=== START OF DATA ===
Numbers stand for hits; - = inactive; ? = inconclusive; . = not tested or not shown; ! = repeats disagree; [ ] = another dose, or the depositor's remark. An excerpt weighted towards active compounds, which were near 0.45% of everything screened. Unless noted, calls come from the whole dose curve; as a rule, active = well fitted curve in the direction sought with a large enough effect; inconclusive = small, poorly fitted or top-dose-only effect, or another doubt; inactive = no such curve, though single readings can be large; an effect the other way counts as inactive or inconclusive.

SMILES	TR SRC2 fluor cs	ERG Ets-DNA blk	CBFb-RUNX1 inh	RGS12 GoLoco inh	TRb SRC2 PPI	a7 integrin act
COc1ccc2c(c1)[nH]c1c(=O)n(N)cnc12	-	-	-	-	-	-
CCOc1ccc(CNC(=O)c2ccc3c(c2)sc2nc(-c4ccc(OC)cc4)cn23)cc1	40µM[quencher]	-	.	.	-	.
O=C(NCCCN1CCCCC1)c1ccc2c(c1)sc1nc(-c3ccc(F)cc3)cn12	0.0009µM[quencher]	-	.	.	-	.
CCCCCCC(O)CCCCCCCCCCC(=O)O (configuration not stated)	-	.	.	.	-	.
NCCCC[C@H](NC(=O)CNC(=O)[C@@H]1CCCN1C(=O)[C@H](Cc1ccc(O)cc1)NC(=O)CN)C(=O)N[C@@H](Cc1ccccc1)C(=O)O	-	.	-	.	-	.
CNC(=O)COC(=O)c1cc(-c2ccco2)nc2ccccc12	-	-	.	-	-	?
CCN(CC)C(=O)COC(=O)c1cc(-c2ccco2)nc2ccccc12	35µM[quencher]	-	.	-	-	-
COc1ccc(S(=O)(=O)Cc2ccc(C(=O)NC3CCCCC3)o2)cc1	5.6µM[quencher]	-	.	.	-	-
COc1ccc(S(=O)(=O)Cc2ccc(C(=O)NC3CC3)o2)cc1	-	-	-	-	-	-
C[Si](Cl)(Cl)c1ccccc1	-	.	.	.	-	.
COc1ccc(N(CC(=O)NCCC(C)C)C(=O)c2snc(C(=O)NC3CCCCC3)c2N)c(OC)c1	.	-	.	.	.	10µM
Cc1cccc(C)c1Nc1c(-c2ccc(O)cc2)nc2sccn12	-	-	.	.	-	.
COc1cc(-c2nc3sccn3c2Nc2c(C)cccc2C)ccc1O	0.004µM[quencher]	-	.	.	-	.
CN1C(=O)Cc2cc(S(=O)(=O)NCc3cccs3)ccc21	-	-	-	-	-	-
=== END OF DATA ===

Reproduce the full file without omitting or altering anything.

Numbers stand for hits; - = inactive; ? = inconclusive; . = not tested or not shown; ! = repeats disagree; [ ] = another dose, or the depositor's remark. An excerpt weighted towards active compounds, which were near 0.45% of everything screened. Unless noted, calls come from the whole dose curve; as a rule, active = well fitted curve in the direction sought with a large enough effect; inconclusive = small, poorly fitted or top-dose-only effect, or another doubt; inactive = no such curve, though single readings can be large; an effect the other way counts as inactive or inconclusive.

SMILES	TR SRC2 fluor cs	ERG Ets-DNA blk	CBFb-RUNX1 inh	RGS12 GoLoco inh	TRb SRC2 PPI	a7 integrin act
COc1ccc2c(c1)[nH]c1c(=O)n(N)cnc12	-	-	-	-	-	-
CCOc1ccc(CNC(=O)c2ccc3c(c2)sc2nc(-c4ccc(OC)cc4)cn23)cc1	40µM[quencher]	-	.	.	-	.
O=C(NCCCN1CCCCC1)c1ccc2c(c1)sc1nc(-c3ccc(F)cc3)cn12	0.0009µM[quencher]	-	.	.	-	.
CCCCCCC(O)CCCCCCCCCCC(=O)O (configuration not stated)	-	.	.	.	-	.
NCCCC[C@H](NC(=O)CNC(=O)[C@@H]1CCCN1C(=O)[C@H](Cc1ccc(O)cc1)NC(=O)CN)C(=O)N[C@@H](Cc1ccccc1)C(=O)O	-	.	-	.	-	.
CNC(=O)COC(=O)c1cc(-c2ccco2)nc2ccccc12	-	-	.	-	-	?
CCN(CC)C(=O)COC(=O)c1cc(-c2ccco2)nc2ccccc12	35µM[quencher]	-	.	-	-	-
COc1ccc(S(=O)(=O)Cc2ccc(C(=O)NC3CCCCC3)o2)cc1	5.6µM[quencher]	-	.	.	-	-
COc1ccc(S(=O)(=O)Cc2ccc(C(=O)NC3CC3)o2)cc1	-	-	-	-	-	-
C[Si](Cl)(Cl)c1ccccc1	-	.	.	.	-	.
COc1ccc(N(CC(=O)NCCC(C)C)C(=O)c2snc(C(=O)NC3CCCCC3)c2N)c(OC)c1	.	-	.	.	.	10µM
Cc1cccc(C)c1Nc1c(-c2ccc(O)cc2)nc2sccn12	-	-	.	.	-	.
COc1cc(-c2nc3sccn3c2Nc2c(C)cccc2C)ccc1O	0.004µM[quencher]	-	.	.	-	.
CN1C(=O)Cc2cc(S(=O)(=O)NCc3cccs3)ccc21	-	-	-	-	-	-